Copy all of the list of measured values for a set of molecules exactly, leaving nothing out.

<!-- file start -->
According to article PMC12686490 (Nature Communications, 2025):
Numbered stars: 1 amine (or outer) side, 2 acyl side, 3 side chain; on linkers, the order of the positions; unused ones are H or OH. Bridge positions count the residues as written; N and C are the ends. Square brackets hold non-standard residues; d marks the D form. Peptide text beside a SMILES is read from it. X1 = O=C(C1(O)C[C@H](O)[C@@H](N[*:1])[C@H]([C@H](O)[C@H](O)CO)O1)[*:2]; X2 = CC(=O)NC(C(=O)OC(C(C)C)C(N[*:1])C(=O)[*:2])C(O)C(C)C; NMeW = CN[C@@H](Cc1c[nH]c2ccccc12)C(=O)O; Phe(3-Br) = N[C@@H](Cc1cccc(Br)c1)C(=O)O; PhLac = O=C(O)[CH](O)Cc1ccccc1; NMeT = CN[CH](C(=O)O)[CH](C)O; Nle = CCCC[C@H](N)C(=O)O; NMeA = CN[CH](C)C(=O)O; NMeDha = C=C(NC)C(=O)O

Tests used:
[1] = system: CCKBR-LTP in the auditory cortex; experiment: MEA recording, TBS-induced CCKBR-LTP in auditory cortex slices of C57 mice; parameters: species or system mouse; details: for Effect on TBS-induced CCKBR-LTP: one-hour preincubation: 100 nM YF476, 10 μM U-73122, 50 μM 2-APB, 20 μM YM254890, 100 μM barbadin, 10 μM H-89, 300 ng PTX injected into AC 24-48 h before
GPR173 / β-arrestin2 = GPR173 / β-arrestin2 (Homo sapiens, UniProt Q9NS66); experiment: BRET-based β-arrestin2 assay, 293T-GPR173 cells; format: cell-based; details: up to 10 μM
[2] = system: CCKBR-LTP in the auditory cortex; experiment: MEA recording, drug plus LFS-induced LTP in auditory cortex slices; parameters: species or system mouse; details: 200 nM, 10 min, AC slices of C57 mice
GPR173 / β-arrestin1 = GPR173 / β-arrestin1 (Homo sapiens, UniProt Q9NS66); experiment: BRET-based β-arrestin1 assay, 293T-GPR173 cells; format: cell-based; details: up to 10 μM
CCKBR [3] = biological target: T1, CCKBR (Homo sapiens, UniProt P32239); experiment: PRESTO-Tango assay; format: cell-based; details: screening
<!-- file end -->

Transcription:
According to article PMC12686490 (Nature Communications, 2025):
Numbered stars: 1 amine (or outer) side, 2 acyl side, 3 side chain; on linkers, the order of the positions; unused ones are H or OH. Bridge positions count the residues as written; N and C are the ends. Square brackets hold non-standard residues; d marks the D form. Peptide text beside a SMILES is read from it. X1 = O=C(C1(O)C[C@H](O)[C@@H](N[*:1])[C@H]([C@H](O)[C@H](O)CO)O1)[*:2]; X2 = CC(=O)NC(C(=O)OC(C(C)C)C(N[*:1])C(=O)[*:2])C(O)C(C)C; NMeW = CN[C@@H](Cc1c[nH]c2ccccc12)C(=O)O; Phe(3-Br) = N[C@@H](Cc1cccc(Br)c1)C(=O)O; PhLac = O=C(O)[CH](O)Cc1ccccc1; NMeT = CN[CH](C(=O)O)[CH](C)O; Nle = CCCC[C@H](N)C(=O)O; NMeA = CN[CH](C)C(=O)O; NMeDha = C=C(NC)C(=O)O

Tests used:
[1] = system: CCKBR-LTP in the auditory cortex; experiment: MEA recording, TBS-induced CCKBR-LTP in auditory cortex slices of C57 mice; parameters: species or system mouse; details: for Effect on TBS-induced CCKBR-LTP: one-hour preincubation: 100 nM YF476, 10 μM U-73122, 50 μM 2-APB, 20 μM YM254890, 100 μM barbadin, 10 μM H-89, 300 ng PTX injected into AC 24-48 h before
GPR173 / β-arrestin2 = GPR173 / β-arrestin2 (Homo sapiens, UniProt Q9NS66); experiment: BRET-based β-arrestin2 assay, 293T-GPR173 cells; format: cell-based; details: up to 10 μM
[2] = system: CCKBR-LTP in the auditory cortex; experiment: MEA recording, drug plus LFS-induced LTP in auditory cortex slices; parameters: species or system mouse; details: 200 nM, 10 min, AC slices of C57 mice
GPR173 / β-arrestin1 = GPR173 / β-arrestin1 (Homo sapiens, UniProt Q9NS66); experiment: BRET-based β-arrestin1 assay, 293T-GPR173 cells; format: cell-based; details: up to 10 μM
CCKBR [3] = biological target: T1, CCKBR (Homo sapiens, UniProt P32239); experiment: PRESTO-Tango assay; format: cell-based; details: screening